Next, plug in the HDMI cable to both your TV and Raspberry Pi, and turn on your TV. Next plug in your controller and mouse and keyboard. Finally just plug in the Micro USB cord into the Pi and the USB into your 5.1V 2.5A power supply and plug it into the wall.
That screen will quickly be followed by a wall of scrolling text. Don’t fear! That is the actual Operating System booting up.
Finally, when that is done, you’ll see the splash screen of RetroPie and then finally nothing but a RetroPie entry in some sort of menu. On initial boot, RetroPie will detect your controller and ask you to configure it.
Press any button to continue. RetroPie will ask you to press the buttons on the controller so that it can recognize this. If you mess up, you can always come back and reconfigure if you want to. You can also use the mouse and keyboard to navigate, all though RetroPie will automatically go to the next entry.
With your controller in hand, simply select the RetroPie option (at this point it should be the only entry on the screen) and you should see this screen:
Select configure Wifi. The next screen to be brought up isn’t exactly the prettiest, but it gets the job done.
Go ahead and select your WiFi and enter your password using the keyboard.
With that done, you are now officially ready to start playing some games!
Now there are several ways to get games to the RetroPie, from using a USB drive, to manually using a USB drive. The method I am going to focus on is using Samba.
Samba is a program that allows you to access a computer’s files over a network. To access your RetroPie’s Samba Shares
open up Explorer on Windows or Finder on MacOSX. In Explorer, in the address bar at the top, type
\\RETROPIE and in Finder, click on
Go -> Connect to Server then type in
smb://retropie and hit connect. If you are prompted for a password, it will be raspberry unless you changed it. I don’t think RetroPie actually puts a password on Samba.
If you did that correctly, you should be connected and see a few directories.
Now in the ROMs directory, there are several other directories. These directories correspond to the systems the ROMs inside can emulate. For example the
nes/ directory is for NES games, the
snes/ directory is for SNES games, so on and so forth. Just put your ROM in the right folder, reboot the Pi, and you should be good to go!
Note about MAME games:
MAME is an emulator that emulates many arcade machines. This is what you want to use if want to play Donkey Kong, Ms. Pac Man, Galaga, etc. (But only if you own it, right?) However, MAME has different ROM sets and not every single game is supported through this system. RetroPie recommends using lr-mame2003 and lr-fbalpha but also has these MAME emulators. Most of my MAME games are using lr-mame2003, So I know those work.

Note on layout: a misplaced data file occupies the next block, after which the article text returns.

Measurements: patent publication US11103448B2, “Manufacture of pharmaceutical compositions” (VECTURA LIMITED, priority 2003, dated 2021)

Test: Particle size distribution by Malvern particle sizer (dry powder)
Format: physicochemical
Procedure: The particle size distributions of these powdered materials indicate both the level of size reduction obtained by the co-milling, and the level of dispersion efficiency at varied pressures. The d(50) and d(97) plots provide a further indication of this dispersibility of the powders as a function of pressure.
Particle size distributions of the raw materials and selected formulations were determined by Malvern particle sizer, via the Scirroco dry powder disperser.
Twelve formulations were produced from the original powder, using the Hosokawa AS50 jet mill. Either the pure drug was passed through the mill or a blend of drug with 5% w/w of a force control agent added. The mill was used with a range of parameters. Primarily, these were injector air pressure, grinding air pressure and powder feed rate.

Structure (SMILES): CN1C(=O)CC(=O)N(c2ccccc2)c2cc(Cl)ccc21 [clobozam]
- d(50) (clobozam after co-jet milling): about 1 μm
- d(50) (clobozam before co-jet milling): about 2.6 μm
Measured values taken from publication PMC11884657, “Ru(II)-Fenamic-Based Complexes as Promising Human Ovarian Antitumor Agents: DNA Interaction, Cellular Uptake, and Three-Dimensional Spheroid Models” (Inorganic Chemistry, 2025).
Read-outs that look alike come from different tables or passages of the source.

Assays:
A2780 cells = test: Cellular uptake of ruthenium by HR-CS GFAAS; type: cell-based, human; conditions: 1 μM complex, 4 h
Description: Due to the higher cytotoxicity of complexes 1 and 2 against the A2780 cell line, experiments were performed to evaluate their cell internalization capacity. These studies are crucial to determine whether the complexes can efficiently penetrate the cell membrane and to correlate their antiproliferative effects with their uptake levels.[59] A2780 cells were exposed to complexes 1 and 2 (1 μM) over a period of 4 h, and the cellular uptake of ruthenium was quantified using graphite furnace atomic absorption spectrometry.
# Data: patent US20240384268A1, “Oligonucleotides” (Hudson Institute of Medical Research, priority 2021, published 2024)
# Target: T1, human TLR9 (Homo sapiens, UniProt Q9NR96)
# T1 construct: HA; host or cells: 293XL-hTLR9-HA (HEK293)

One thing to make sure of is that you absolutely, positively put the ROMs in the right directory. For any of my MAME games to work, I have to put them in the MAME directory which has a bunch of other directories (
cfg/ is the first one I can think of). These directories are important because these are what emulates the machine so that the ROM runs correctly. You should also be able to put them in the
arcade/ directory which has sub directories like
lr-mame2003/ which has the proper directories to run the ROMs. If that still doesn’t work, try to configure it to run a different emulator when you run the ROM. If that still doesn’t work, move the ROM around until it works.
There is also this list of compatable ROMS
The wrap up
That is really all there is to it! You’re now ready to play some retro games, but there may be somethings you may want to change, for a total price of $73:
- Raspberry Pi: $35
- 2 controllers: $30 ($15 each)
- 16 GB SD card: $8
Compared to a similar console that is $180.55 at walmart, I’d say it is a good deal 🙂
I think the the only thing I changed, was that I made it so that the Joy Stick acted as the D-Pad. I did this because some games, like Ms. Pac Man, is a bit hard to play with the D-Pad. To do this, just go to the config screen and select
RetroArch configuration, then select
settings -> Input -> Input User Binds 1 then look for the option that says
Analog D-pad mode user the D-Pad to select whether you want the left or right analog stick to be mimick the D-Pad. Then go back to the initial screen, then go to configuration and make sure you save this change. Then go back to RetroPie and you’ll be able to use your analog stick as a D-pad making arcade games much easier!
Going forward, I think I’m slowly going to build out an Arcade Cabinet. I say slowly because, A) I don’t have the tools to build it (but my girlfriend’s father does), and B) my girlfriend isn’t that thrilled about having an Arcade cabinet in our apartment.
This weekend, I am going to build a control panel to mimic an Arcade Cabinet’s controls for two players. I’ll write a blog post on that next week. After that, I am going to try to salvage a screen somewhere that mimics an arcade screen but not a real one because those are expensive.
If you have any questions, or have any feedback, drop a comment below or shout me an email. Thanks!